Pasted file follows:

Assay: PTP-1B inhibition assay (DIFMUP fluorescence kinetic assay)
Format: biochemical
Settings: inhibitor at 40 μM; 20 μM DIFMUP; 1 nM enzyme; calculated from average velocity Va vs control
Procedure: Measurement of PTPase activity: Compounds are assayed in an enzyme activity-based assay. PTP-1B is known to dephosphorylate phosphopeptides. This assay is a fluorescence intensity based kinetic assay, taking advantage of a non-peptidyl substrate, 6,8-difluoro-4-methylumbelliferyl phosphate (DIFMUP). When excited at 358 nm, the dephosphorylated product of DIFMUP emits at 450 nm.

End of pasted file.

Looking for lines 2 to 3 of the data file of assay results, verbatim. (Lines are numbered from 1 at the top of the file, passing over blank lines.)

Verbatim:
Format: biochemical
Settings: inhibitor at 40 μM; 20 μM DIFMUP; 1 nM enzyme; calculated from average velocity Va vs control